26 March, 2015
It looks like a combination of weaker US economic data; tensions in the Middle East and a sharp decline in the dollar index have started to bite USDJPY, which has fallen below 118.50 on Thursday. It is also coming up to fiscal year end in Japan, which can have a positive impact on the yen.
Key support ahead
The biggest short –term risk to this pair from a technical perspective is a break below the daily Ichimoku cloud at 118.20 (see the chart below). When prices fall below the cloud this can signal the start of a technical downtrend, and it could signal another leg lower in the US dollar sell-off.
The USD is one of the weakest performers in the G10 FX space. Since the FOMC meeting last Wednesday, only the British pound has underperformed the dollar. Even the EM FX space has managed to pull back some recent losses versus the USD, with the ruble up more than 5%, the Polish zloty up 2.7% and the South African rand up 1.5%.
USD weakens as the Fed focuses on inflation
Economic data is fairly thin on the ground in the European session; however US jobless claims data is worth watching along with comments from the Fed’s Lockhart who speaks later this afternoon. Comments from the Fed’s Bullard this morning sounded a warning note on the drop in inflation expectations and also said that US monetary policy is to remain “exceptionally accommodative”, which helped to take the shine off the buck. Although he acknowledged that the Fed can’t keep interest rates at the zero bound forever, the focus on weak price pressures could keep a lid on the dollar for the time being and could weigh on USDJPY.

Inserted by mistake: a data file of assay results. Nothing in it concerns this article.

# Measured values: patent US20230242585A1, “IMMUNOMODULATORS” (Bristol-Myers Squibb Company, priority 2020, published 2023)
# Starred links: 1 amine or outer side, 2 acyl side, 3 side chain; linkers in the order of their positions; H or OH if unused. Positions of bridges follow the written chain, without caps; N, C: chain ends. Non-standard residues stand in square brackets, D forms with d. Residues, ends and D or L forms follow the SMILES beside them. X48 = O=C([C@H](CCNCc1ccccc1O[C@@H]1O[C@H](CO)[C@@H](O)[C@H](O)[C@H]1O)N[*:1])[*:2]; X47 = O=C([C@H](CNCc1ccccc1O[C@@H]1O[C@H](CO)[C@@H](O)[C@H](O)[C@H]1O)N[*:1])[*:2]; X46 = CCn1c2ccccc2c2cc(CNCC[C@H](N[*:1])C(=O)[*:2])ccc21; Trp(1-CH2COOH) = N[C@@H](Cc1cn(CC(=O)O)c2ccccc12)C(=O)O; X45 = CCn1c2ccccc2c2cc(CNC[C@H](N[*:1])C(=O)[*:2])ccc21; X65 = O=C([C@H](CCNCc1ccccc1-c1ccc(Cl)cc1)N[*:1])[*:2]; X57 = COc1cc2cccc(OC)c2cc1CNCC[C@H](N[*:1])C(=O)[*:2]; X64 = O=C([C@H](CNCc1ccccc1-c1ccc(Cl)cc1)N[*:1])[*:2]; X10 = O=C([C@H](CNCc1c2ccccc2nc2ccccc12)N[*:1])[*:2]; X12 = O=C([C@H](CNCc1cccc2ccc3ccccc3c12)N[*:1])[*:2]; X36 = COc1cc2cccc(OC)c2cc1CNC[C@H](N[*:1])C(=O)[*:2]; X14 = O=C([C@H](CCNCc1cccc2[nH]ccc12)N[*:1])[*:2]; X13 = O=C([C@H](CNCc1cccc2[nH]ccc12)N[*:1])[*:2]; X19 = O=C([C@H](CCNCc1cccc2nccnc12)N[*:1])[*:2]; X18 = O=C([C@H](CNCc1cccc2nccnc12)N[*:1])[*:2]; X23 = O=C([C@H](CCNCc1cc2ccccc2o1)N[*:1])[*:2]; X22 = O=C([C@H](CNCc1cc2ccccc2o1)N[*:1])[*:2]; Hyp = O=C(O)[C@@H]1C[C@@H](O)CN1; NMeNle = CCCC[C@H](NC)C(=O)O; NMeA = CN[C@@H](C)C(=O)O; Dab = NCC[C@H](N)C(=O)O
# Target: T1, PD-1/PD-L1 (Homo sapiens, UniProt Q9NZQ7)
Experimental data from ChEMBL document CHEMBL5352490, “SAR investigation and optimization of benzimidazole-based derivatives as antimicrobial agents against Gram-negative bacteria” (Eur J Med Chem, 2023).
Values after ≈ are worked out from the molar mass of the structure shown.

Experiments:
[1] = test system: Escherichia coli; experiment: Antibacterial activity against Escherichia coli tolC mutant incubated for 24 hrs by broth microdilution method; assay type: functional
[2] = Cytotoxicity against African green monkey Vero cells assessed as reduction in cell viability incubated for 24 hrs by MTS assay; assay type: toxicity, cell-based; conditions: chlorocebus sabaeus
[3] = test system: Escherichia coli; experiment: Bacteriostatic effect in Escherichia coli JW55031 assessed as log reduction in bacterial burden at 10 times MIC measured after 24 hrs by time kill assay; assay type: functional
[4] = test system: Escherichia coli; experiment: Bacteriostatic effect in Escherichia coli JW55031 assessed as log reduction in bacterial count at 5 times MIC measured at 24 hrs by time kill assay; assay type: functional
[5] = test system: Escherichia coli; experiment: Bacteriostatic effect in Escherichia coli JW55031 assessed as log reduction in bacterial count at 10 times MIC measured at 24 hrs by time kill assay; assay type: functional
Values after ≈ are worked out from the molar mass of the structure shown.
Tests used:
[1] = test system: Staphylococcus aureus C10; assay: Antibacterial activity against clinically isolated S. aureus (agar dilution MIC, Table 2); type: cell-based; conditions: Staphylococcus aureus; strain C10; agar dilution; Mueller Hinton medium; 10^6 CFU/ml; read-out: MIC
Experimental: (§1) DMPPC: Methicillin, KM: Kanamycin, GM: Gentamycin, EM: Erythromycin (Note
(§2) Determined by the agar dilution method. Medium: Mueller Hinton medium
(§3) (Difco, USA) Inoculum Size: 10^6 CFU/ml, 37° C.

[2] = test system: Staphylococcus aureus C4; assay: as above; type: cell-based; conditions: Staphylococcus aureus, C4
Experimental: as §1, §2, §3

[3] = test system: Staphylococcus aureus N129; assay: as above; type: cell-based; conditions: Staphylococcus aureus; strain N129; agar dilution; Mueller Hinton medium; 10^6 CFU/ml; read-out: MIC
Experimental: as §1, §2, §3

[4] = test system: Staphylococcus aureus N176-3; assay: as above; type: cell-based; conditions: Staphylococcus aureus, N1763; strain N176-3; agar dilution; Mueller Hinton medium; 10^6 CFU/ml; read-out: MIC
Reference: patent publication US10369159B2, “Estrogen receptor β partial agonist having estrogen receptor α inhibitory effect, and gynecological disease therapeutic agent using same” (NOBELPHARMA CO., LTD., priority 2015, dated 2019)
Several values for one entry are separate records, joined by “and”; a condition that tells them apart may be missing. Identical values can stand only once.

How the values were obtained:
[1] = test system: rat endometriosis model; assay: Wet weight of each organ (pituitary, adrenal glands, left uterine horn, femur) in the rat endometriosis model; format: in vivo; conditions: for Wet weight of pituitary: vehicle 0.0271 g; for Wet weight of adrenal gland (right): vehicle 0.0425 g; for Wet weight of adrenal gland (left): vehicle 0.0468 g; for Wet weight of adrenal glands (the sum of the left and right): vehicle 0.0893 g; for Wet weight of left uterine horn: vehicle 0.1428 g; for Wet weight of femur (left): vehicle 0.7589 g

The technical view:
The break below the 100-day sma at 118.84 was a bearish development; if USDJPY falls below the bottom of the cloud at 118.20 then it reinforces the bearish trend for this pair. A move below that level could open the door to a further decline back to 116.80 – the early February lows.
If USDJPY can manage to stay above the cloud, then key resistance is the cloud top at 118.75, ahead of 120.00, which corresponds with the Kijun and Tanken lines.
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